After a wet morning, it turned into a bit of a blustery afternoon and, having missed a day of deadheading roses, the breeze seemed to do the job for me, removing both petals and, in some cases, complete heads. The pale apricot confetti in the above picture is Crown Princess Margarita, two bushes growing over the archway that flanks the step up to the paved area immediately behind the house. The archway joins the rose arbour beyond it, housing Rambling Rector and making one continuous structure. The wind also blew over all my mystery clematis, still in pots, for the umpteenth time in the last few days!
A forecast of rain did not put me off a walk this morning, despite having to strip off on my return for the second time in less than a week – but at least it wasn’t cold rain as it had been on Sunday, nor as persistent. I planned to venture out with a carrier bag and a pair of scissors, intent on picking elderflowers to make the proverbial cordial and knowing some were already over I did not want to delay it any further. Not having made it before, I had no idea what sort of quantities were needed and foolishly didn’t check before I went out.
Fortunately there was ample, and the requisite quantity is steeping overnight in a sugar syrup. I know some of you make elderflower cordial regularly but, for those that don’t, if it proves to be successful I will post the recipe in due course.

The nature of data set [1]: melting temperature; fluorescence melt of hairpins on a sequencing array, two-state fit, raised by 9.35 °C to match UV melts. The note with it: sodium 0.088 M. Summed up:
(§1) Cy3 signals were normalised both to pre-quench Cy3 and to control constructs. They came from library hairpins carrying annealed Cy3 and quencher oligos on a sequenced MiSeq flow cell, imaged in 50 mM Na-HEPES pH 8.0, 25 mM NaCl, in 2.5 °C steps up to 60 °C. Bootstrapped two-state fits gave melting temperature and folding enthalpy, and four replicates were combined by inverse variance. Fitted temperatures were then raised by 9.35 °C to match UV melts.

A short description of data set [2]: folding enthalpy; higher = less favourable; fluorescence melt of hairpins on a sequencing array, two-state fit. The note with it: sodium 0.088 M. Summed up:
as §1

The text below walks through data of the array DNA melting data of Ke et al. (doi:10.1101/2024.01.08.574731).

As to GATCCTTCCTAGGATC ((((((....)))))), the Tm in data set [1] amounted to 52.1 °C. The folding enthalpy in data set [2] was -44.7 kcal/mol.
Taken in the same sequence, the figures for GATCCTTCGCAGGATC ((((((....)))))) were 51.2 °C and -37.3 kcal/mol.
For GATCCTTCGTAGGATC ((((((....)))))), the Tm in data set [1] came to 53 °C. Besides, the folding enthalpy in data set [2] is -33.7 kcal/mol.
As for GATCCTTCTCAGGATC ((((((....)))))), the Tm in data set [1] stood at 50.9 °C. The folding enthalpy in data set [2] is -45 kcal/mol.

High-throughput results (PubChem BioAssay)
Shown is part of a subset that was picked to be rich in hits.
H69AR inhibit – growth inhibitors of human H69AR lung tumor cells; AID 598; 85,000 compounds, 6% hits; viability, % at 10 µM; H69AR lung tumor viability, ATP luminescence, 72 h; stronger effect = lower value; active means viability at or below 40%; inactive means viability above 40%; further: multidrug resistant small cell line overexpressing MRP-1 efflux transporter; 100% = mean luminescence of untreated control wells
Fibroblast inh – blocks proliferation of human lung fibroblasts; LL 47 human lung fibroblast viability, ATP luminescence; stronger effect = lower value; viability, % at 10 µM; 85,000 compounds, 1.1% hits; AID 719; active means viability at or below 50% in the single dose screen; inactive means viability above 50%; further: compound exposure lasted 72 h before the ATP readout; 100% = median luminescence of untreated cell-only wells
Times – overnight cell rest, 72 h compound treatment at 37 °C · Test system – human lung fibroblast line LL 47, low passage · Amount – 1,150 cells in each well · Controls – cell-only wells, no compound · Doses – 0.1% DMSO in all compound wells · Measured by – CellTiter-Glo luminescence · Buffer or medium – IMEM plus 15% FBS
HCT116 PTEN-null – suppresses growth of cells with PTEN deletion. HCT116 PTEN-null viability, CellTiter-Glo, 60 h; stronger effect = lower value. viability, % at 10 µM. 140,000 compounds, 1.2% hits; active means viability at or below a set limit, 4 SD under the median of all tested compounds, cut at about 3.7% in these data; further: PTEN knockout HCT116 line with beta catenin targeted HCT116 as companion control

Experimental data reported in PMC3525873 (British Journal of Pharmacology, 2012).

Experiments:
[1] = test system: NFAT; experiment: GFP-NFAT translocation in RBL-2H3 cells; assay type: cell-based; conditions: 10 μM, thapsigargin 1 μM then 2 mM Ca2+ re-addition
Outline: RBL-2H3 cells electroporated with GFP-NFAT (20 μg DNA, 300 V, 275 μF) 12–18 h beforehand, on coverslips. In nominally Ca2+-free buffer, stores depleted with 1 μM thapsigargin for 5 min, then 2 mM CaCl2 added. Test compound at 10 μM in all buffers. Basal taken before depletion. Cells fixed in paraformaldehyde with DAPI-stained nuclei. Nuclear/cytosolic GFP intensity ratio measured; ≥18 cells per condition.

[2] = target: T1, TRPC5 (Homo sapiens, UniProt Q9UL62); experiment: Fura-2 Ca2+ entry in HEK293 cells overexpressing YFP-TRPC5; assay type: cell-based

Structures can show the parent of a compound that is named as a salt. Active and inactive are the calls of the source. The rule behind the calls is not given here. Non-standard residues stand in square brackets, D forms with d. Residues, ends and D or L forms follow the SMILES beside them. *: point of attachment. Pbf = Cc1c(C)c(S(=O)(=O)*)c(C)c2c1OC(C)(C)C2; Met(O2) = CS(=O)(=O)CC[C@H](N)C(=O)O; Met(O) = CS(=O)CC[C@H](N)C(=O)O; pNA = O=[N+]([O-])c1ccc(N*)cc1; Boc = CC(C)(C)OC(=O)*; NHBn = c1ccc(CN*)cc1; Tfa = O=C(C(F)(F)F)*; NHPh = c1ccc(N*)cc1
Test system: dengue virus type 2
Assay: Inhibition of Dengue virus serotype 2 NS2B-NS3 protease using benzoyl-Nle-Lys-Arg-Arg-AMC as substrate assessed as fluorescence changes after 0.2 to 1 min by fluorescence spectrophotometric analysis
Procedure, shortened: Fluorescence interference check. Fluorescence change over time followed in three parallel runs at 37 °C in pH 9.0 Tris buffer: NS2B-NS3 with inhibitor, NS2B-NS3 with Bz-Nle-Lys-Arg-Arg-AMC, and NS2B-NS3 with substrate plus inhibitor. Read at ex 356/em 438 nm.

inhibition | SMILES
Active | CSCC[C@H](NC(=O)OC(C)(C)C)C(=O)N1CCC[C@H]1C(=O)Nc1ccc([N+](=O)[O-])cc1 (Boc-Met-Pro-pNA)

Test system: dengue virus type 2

Still on the subject of fruit, the raspberries I showed on Saturday are progressing nicely and have even permitted a small picking. Meanwhile, behind them in the fruit cage, the blackberries were looking even more prolific, promising abundance in a couple of months:
A closer look, however, showed all was not well – shock! horror: sawfly!
When I grew gooseberries, they were attacked every year by sawfly, destroying all hope of a crop, until I gave up the fight. Last year, at the end of June, in the absence of gooseberries I found sawfly on raspberries, loganberries and blackberries, shredding the foliage and limiting the crop although fortunately not completely. So far this year, only the lower foliage was a skeleton of its former self, but I know how quickly the army of little caterpillars (the sawfly larvae) can strip a leaf, so prompt action was needed. It is impossible, as is often suggested, to pick them off as they appear, because until they furtively begin stripping the leaves you have no idea they are there! So, unfortunately, this meant the one spray I already had which sadly was not as natural as one would have liked.
I note that Nemasys now supply nematodes that control sawfly so will look into this – does anyone have any experience of this type of nematode? I have also read of a natural oil called neem, a naturally occurring pesticide found in seeds from the neem tree, which is meant to be effective against sawfly. Again, has anyone come across this before? More research in recent days has shown that a winter wash can help destroy overwintering sawfly and this seems an eminently sensible precaution! Interestingly, a number of weeks ago there were considerable numbers of a very distinctive fly only in the vicinity of the fruit cage, and in hindsight whilst writing this I wonder if this was the adult sawfly? Too much of a coincidence for this not to be the case…